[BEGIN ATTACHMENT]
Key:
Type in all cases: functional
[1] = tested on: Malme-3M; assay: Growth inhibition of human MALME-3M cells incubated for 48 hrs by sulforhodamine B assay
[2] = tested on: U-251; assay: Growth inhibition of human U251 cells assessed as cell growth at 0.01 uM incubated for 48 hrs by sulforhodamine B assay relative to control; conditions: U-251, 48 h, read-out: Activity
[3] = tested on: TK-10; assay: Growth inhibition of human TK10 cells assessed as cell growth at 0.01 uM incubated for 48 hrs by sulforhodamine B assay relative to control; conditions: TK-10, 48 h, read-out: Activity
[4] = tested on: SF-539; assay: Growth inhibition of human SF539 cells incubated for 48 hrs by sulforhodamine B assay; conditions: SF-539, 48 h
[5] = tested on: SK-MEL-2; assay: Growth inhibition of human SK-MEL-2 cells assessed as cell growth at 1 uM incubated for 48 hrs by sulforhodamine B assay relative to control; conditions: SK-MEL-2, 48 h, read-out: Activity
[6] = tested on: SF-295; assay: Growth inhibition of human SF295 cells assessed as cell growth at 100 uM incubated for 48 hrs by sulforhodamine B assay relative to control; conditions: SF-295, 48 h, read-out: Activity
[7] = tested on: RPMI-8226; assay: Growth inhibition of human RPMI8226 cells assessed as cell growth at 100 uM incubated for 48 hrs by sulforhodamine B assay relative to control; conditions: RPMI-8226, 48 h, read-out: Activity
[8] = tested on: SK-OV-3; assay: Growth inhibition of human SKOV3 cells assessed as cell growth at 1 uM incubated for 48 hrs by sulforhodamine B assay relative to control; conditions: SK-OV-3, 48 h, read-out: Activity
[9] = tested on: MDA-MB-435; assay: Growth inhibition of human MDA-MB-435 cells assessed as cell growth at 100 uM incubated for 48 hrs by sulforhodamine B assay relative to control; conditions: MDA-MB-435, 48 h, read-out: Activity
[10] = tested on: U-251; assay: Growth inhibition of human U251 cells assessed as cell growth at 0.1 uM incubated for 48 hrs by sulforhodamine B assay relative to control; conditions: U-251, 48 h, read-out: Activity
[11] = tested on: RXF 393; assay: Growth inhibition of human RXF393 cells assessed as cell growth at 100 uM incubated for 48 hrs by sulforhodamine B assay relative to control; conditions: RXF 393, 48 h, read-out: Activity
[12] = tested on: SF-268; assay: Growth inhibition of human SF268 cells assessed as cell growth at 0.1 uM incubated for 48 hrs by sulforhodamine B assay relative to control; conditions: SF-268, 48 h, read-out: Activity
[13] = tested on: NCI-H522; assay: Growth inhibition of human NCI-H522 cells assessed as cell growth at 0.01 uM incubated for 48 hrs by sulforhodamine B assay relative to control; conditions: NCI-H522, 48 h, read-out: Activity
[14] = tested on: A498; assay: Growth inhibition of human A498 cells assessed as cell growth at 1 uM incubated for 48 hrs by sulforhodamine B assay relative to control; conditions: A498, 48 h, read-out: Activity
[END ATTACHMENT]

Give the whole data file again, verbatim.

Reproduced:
Key:
Type in all cases: functional
[1] = tested on: Malme-3M; assay: Growth inhibition of human MALME-3M cells incubated for 48 hrs by sulforhodamine B assay
[2] = tested on: U-251; assay: Growth inhibition of human U251 cells assessed as cell growth at 0.01 uM incubated for 48 hrs by sulforhodamine B assay relative to control; conditions: U-251, 48 h, read-out: Activity
[3] = tested on: TK-10; assay: Growth inhibition of human TK10 cells assessed as cell growth at 0.01 uM incubated for 48 hrs by sulforhodamine B assay relative to control; conditions: TK-10, 48 h, read-out: Activity
[4] = tested on: SF-539; assay: Growth inhibition of human SF539 cells incubated for 48 hrs by sulforhodamine B assay; conditions: SF-539, 48 h
[5] = tested on: SK-MEL-2; assay: Growth inhibition of human SK-MEL-2 cells assessed as cell growth at 1 uM incubated for 48 hrs by sulforhodamine B assay relative to control; conditions: SK-MEL-2, 48 h, read-out: Activity
[6] = tested on: SF-295; assay: Growth inhibition of human SF295 cells assessed as cell growth at 100 uM incubated for 48 hrs by sulforhodamine B assay relative to control; conditions: SF-295, 48 h, read-out: Activity
[7] = tested on: RPMI-8226; assay: Growth inhibition of human RPMI8226 cells assessed as cell growth at 100 uM incubated for 48 hrs by sulforhodamine B assay relative to control; conditions: RPMI-8226, 48 h, read-out: Activity
[8] = tested on: SK-OV-3; assay: Growth inhibition of human SKOV3 cells assessed as cell growth at 1 uM incubated for 48 hrs by sulforhodamine B assay relative to control; conditions: SK-OV-3, 48 h, read-out: Activity
[9] = tested on: MDA-MB-435; assay: Growth inhibition of human MDA-MB-435 cells assessed as cell growth at 100 uM incubated for 48 hrs by sulforhodamine B assay relative to control; conditions: MDA-MB-435, 48 h, read-out: Activity
[10] = tested on: U-251; assay: Growth inhibition of human U251 cells assessed as cell growth at 0.1 uM incubated for 48 hrs by sulforhodamine B assay relative to control; conditions: U-251, 48 h, read-out: Activity
[11] = tested on: RXF 393; assay: Growth inhibition of human RXF393 cells assessed as cell growth at 100 uM incubated for 48 hrs by sulforhodamine B assay relative to control; conditions: RXF 393, 48 h, read-out: Activity
[12] = tested on: SF-268; assay: Growth inhibition of human SF268 cells assessed as cell growth at 0.1 uM incubated for 48 hrs by sulforhodamine B assay relative to control; conditions: SF-268, 48 h, read-out: Activity
[13] = tested on: NCI-H522; assay: Growth inhibition of human NCI-H522 cells assessed as cell growth at 0.01 uM incubated for 48 hrs by sulforhodamine B assay relative to control; conditions: NCI-H522, 48 h, read-out: Activity
[14] = tested on: A498; assay: Growth inhibition of human A498 cells assessed as cell growth at 1 uM incubated for 48 hrs by sulforhodamine B assay relative to control; conditions: A498, 48 h, read-out: Activity